Posted: 11 May 2020 5 mins min. read

Government of Canada unveils new lending facility as extent of downturn becomes apparent

This morning Prime Minister Trudeau announced further measures intended to support Canadian businesses affected by the COVID-19 economic lockdown. The government has introduced the Large Employer Emergency Financing Facility (LEEFF) that will provide firms with access to liquidity. The program will be available to most non-financial firms with revenues exceeding $300M that have never been convicted of tax evasion. The loans, which be at least $60M, come with various terms and conditions, and are intended to help finance operations, retain workers and prevent bankruptcy. Eligible firms need to have a “significant” presence in Canada, demonstrate some commitment to environmental protection, and agree to report their climate and sustainability objectives on an annual basis for the duration of the loan. Additionally, the government will require firms limit executive pay and share buybacks, while adhering to pension obligations and collective bargaining agreements. Mid-sized firms, with revenues exceeding $100M, may be eligible for loans between $12.5M and $60M, and guarantees up to $80M through an expanded Business Credit Availability Program (BCAP).

Meanwhile, the exact magnitude of the economic impact is beginning to crystallize with the release of early-spring economic data with a few notable releases on deck later this week. On Thursday, Statistics Canada will release manufacturing sales figures for the month of March. The release should reveal the extent of the downturn in the sector and highlight which industries were hardest hit. We expect a sizeable decline in the headline figure, to the tune of -6.5 percent, with particular weakness across durable-goods producers including automotive, aerospace, and machinery, while chemicals and medical supplies manufacturers should fare much better.

Later on Thursday morning the Bank of Canada will release the results of its Financial System Review which outlines the potential risks and vulnerabilities in the Canadian financial system. The release will be followed by a press conference during which Governor Poloz will speak and take questions from the media, alongside Senior Deputy Governor Wilkins. The Bank will release the Senior Loan Officer Survey the following day, which should shed some light on the flow of credit to households and businesses in the first quarter of 2020. Friday will also bring about data on the Canadian housing market, with the Canadian Real Estate Association publishing sales and price statistics for the month of April—the first full month of the lockdown. We expect sales will decline sharply but prices should remain supported by a sizeable reduction in for-sale inventory.

There will also be notable releases south of the border with tomorrow’s inflation data expected to show sizeable price declines last month as oil prices collapsed further. April retail sales and industrial production figures will be published on Friday with both likely to see double digit percent declines. The releases will also uncover important information as to which stores and industrial sectors were hardest hit. The week will also be full of Federal Open Market Committee speeches, as Federal Reserve officials communicate the central bank’s policy actions and emergency tools to the public.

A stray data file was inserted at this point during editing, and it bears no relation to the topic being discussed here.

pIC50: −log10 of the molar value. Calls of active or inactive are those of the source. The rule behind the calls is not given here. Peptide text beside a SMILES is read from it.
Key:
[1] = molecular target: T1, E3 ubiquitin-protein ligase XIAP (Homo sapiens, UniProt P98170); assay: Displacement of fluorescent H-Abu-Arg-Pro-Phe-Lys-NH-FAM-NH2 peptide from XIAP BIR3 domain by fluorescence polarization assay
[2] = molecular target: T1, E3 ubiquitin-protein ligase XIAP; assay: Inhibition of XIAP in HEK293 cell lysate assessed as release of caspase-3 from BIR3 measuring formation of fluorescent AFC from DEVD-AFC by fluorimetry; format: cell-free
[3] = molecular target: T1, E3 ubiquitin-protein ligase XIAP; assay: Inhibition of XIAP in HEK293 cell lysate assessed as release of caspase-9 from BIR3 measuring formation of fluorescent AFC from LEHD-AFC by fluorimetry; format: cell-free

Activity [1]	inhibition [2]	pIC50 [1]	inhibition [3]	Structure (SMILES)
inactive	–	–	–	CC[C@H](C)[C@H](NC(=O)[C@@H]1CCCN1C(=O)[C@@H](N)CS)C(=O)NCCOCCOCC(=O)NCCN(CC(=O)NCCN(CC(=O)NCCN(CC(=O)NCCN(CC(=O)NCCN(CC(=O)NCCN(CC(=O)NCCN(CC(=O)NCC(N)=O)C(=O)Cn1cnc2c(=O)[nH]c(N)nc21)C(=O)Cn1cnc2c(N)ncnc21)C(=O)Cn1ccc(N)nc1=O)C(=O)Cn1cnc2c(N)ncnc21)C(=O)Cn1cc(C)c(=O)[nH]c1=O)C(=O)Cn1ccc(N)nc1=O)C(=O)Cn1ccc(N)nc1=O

The international docket is also busy with April data releases. Chinese data on fixed asset investment and industrial production, published on Thursday, is expected to show a turning point as the economy began to open up. The same cannot be said of the Eurozone figures however, with industrial production expected to have declined by more than 10 percent in March. The European Statistical Agency will also publish GDP figures for the first quarter on Friday, with economic activity expected to have shrunk by nearly 15 percent in the common-currency area.

Economic Insights

A regularly updated snapshot by Deloitte Economics that provides commentary from Chief Economist, Craig Alexander on the latest developments shaping Canadian and international economies including, economic growth, business investment, trade, and market activity. Deloitte analysis gives you the knowledge to tackle the most challenging business issues of today.

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Craig Alexander

Craig Alexander

Chief Economist and Executive Advisor

Craig Alexander is the first Chief Economist at Deloitte Canada. He has over twenty years of experience in the private sector as a senior executive and leading economist in applied economics and forecasting. He performed macroeconomic research, regional and sector analysis, and fiscal market forecasting and modelling. Craig is a passionate public speaker and holds a graduate degree in Economics from the University of Toronto.